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Parkdale third graders sing "12 Disaster Days of Christmas"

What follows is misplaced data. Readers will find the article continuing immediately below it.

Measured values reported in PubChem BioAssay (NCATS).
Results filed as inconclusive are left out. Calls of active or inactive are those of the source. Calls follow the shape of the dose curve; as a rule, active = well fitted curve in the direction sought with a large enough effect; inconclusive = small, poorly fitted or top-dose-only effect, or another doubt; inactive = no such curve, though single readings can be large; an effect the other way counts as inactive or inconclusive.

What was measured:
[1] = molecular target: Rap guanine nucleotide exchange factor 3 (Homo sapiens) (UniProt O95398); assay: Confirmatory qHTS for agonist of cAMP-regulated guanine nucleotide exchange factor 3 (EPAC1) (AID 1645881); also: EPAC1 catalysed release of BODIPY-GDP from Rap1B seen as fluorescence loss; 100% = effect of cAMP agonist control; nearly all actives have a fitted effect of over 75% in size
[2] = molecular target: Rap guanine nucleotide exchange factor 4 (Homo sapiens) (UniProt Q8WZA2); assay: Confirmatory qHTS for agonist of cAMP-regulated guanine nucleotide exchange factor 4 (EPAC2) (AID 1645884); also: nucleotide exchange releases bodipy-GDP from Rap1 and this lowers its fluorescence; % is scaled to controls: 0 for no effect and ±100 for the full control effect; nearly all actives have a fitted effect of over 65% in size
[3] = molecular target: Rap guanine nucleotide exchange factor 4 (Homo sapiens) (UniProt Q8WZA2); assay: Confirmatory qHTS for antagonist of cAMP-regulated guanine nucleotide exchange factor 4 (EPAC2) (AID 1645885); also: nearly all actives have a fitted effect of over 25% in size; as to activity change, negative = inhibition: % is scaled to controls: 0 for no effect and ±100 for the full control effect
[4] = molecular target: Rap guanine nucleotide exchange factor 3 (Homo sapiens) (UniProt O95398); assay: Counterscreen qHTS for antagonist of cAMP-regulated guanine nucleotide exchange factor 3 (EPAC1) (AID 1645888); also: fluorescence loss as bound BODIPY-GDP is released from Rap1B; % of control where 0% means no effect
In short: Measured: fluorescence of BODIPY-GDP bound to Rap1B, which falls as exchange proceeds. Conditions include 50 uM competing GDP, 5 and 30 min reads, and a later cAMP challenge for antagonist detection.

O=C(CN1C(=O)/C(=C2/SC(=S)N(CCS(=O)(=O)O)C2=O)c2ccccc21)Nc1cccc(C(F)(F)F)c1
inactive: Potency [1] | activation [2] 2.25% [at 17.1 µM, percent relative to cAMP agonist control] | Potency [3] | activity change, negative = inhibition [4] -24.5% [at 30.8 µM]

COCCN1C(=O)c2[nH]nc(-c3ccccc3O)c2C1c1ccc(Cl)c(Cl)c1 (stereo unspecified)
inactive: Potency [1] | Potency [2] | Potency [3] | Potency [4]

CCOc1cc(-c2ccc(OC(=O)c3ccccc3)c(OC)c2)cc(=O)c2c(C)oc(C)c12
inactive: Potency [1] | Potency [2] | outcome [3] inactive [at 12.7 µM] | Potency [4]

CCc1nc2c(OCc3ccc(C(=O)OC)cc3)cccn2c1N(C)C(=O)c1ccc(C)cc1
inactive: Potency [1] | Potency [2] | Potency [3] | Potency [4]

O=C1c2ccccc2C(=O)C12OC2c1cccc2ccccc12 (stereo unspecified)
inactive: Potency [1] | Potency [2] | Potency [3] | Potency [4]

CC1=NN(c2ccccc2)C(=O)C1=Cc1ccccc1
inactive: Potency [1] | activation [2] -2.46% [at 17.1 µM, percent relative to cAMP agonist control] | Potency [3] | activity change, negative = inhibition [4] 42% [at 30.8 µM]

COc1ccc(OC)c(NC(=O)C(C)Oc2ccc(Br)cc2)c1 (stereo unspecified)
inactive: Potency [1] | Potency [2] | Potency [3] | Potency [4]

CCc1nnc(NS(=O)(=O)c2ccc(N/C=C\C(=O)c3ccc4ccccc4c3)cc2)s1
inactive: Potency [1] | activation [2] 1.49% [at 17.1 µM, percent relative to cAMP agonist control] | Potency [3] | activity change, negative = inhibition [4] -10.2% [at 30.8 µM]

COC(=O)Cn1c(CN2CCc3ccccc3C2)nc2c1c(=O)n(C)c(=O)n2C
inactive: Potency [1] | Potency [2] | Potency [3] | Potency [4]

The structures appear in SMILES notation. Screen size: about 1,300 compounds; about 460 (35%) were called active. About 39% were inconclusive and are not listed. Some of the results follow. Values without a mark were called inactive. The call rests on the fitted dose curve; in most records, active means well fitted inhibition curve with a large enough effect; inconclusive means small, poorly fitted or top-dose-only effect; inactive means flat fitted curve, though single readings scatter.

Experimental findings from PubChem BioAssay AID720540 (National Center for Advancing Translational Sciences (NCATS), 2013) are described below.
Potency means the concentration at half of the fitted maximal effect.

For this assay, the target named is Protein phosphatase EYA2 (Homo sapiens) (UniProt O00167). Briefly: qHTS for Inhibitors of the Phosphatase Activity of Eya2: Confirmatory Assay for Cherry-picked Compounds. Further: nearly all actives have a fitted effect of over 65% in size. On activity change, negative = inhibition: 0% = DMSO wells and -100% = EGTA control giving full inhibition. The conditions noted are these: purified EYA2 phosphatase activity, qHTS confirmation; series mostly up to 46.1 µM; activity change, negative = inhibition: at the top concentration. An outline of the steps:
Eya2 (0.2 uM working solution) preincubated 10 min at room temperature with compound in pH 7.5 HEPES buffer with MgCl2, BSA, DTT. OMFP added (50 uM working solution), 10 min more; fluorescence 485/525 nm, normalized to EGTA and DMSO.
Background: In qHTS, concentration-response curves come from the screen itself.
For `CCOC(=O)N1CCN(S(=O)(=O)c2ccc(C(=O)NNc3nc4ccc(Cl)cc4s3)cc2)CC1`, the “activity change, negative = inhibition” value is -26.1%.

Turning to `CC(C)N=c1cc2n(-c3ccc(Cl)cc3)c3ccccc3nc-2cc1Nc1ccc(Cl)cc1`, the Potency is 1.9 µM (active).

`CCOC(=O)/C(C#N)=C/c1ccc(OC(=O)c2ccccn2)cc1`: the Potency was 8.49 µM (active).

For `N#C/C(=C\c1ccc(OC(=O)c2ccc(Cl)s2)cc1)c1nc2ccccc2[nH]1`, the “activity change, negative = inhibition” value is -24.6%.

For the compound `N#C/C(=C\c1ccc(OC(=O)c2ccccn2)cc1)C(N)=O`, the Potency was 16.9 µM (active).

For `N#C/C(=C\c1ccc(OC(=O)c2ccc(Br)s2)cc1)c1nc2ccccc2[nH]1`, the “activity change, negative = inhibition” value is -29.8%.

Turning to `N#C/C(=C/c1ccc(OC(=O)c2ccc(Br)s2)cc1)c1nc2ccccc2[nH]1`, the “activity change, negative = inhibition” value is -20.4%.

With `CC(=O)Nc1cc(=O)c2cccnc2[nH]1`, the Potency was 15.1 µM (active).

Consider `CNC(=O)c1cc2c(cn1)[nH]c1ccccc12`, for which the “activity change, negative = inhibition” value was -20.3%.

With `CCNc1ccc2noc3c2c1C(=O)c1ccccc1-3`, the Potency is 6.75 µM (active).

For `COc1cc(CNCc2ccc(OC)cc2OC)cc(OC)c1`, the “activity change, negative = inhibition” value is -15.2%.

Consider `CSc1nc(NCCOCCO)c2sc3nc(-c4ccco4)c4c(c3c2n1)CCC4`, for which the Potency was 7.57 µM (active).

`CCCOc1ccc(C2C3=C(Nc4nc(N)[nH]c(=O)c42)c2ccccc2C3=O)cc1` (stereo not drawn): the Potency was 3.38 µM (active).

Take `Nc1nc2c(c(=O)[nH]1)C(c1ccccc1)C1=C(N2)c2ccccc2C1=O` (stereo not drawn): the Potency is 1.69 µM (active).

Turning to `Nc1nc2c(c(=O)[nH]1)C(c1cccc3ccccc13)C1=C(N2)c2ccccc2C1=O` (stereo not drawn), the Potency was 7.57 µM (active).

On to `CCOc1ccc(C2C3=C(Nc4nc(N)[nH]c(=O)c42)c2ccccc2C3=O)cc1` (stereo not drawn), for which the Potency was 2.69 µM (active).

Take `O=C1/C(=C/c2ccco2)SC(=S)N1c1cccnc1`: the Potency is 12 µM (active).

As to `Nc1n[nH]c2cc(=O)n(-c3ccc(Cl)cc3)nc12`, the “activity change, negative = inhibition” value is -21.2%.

Welcome to your sing-able Christmas gift list. What follows is an emergency rendition of “12 Days of Christmas” – for outfitting your home or car in case of snow storm, earthquake, flood or other emergency. Read it as a simple list, or sing it to the tune of “12 Days” – you know, as in “ … and a partridge in a pear tree…” Not to make light of it, but the song is a familiar framework for a set of gift ideas that you could consider gathering together, even if the recipient already owns items such as a bunch of coats, tire chains and flashlights. Stores throughout the Gorge are stocked up on all these items. Buying all 12 days might be prohibitive, but here are three ideas for checking any of the dozen off your list (notations follow, 1-12.) The gift items needed to stay warm, dry and safe are also coded to suggest items in your abode (A) in your car (C) or both (B). 12 Gallons of Water (A) 11 Family meals (B) 10 Cans of propane (A) 9 Hygiene bags (B) 8 Packs of batteries (A) 7 Spare coats (B) 6 Bright red flares (C) 5 Cozy blankets (B) 4 Tire chains (C) 3 Flashlights (B) 2 cell phone chargers (B) 1 And a crush-proof first aid kit (B) Price ranges? Here’s a few quotes for days Three, Two, Four and Nine: n A family gift of flashlights (three will run $15-30, Hood River Supply, Tum-A-Lum) n Cell phone chargers (two will run $30-60) n Tire chains (basic set, $30, Les Schwab, returnable if unused for the winter) n Family meals ($100 or so should cover the basics for three or four reasonably well-fed days) n The home kit should be kept in a handy place near an exit, and remember that water needs to be replenished every few months. If you have a solid first aid kit already, switch out the gift idea with “and-a-sto-o-u-t- tub-for it-all …” Otherwise, it’s a case of assembling your home or car kits and making sure all members of the family know what the resources are and how to use them (ie flares and propane). Emergency situations are at worst life-threatening, at best deeply uncomfortable if you and your family are left without power for an extended period, or traveling and find yourself in a situation where you need to wait out a storm, lengthy traffic delay, or other crisis. Notes on the 12 gift ideas: 12 – Gallons of water: that’s one per person in a four-member family to last for three days, the recommended minimum to be prepared for utility outages. 11 – Easy-open packaged goods, energy bars, dried food and nuts are good things to include for nutrition. Think of what your family of four needs for three days to stay fortified and hydrated (see number 12). Can-opener also recommended 10 – If you have a propane camping stove, keep extra fuel handy. 9 – Hygiene bags: put packaged moistened towelettes, toilet paper, and plastic ties in large garbage bags (for personal sanitation) Resource list courtesy of Hood River County Emergency Management, Barbara Ayers, manager/ 541-386-1213. The county also reminds residents to Get a Kit, Make A Plan to connect your family if separated, and Stay Informed. See www.co.hood-river.or.us to opt-in for citizen alerts. Enlarge